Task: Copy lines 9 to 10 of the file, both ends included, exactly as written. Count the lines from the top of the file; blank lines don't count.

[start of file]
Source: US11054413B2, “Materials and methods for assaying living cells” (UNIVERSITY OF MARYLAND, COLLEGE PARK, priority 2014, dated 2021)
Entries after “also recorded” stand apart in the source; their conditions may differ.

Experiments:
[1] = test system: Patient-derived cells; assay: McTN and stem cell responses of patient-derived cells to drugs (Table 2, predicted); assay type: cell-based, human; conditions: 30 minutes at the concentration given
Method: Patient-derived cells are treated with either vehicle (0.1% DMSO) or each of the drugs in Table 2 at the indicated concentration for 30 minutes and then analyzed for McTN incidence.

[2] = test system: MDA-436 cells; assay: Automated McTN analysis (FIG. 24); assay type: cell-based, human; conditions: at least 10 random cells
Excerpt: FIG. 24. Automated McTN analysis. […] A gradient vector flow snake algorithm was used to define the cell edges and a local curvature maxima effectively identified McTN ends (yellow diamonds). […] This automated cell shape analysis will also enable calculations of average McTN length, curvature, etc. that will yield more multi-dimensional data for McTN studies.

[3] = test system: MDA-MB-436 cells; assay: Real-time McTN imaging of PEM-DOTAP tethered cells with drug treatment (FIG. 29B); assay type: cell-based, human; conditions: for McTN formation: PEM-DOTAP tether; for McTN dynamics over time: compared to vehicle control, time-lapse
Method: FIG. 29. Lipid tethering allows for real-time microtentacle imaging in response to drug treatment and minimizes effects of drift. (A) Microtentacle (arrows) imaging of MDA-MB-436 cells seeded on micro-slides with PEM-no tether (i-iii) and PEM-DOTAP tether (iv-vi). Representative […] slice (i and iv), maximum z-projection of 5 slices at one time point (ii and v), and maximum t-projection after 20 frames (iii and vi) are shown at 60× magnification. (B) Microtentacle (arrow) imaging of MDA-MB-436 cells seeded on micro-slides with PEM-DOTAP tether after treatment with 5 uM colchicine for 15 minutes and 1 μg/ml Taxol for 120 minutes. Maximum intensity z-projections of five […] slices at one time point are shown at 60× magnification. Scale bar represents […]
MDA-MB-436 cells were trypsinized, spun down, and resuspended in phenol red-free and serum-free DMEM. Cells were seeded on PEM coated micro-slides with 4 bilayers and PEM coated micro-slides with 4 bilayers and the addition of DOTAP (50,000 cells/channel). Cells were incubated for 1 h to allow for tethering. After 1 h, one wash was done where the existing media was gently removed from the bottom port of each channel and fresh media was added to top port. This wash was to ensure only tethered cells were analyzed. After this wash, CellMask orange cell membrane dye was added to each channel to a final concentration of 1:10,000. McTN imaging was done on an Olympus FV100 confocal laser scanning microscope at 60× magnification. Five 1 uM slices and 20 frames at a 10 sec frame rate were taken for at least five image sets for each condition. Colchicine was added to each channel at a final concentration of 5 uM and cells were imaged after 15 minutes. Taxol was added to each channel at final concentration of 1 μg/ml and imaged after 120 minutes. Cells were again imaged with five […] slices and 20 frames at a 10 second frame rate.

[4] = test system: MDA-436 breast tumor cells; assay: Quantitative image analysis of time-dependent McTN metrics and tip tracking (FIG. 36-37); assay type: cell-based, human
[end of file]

Method: FIG. 29. Lipid tethering allows for real-time microtentacle imaging in response to drug treatment and minimizes effects of drift. (A) Microtentacle (arrows) imaging of MDA-MB-436 cells seeded on micro-slides with PEM-no tether (i-iii) and PEM-DOTAP tether (iv-vi). Representative […] slice (i and iv), maximum z-projection of 5 slices at one time point (ii and v), and maximum t-projection after 20 frames (iii and vi) are shown at 60× magnification. (B) Microtentacle (arrow) imaging of MDA-MB-436 cells seeded on micro-slides with PEM-DOTAP tether after treatment with 5 uM colchicine for 15 minutes and 1 μg/ml Taxol for 120 minutes. Maximum intensity z-projections of five […] slices at one time point are shown at 60× magnification. Scale bar represents […]
MDA-MB-436 cells were trypsinized, spun down, and resuspended in phenol red-free and serum-free DMEM. Cells were seeded on PEM coated micro-slides with 4 bilayers and PEM coated micro-slides with 4 bilayers and the addition of DOTAP (50,000 cells/channel). Cells were incubated for 1 h to allow for tethering. After 1 h, one wash was done where the existing media was gently removed from the bottom port of each channel and fresh media was added to top port. This wash was to ensure only tethered cells were analyzed. After this wash, CellMask orange cell membrane dye was added to each channel to a final concentration of 1:10,000. McTN imaging was done on an Olympus FV100 confocal laser scanning microscope at 60× magnification. Five 1 uM slices and 20 frames at a 10 sec frame rate were taken for at least five image sets for each condition. Colchicine was added to each channel at a final concentration of 5 uM and cells were imaged after 15 minutes. Taxol was added to each channel at final concentration of 1 μg/ml and imaged after 120 minutes. Cells were again imaged with five […] slices and 20 frames at a 10 second frame rate.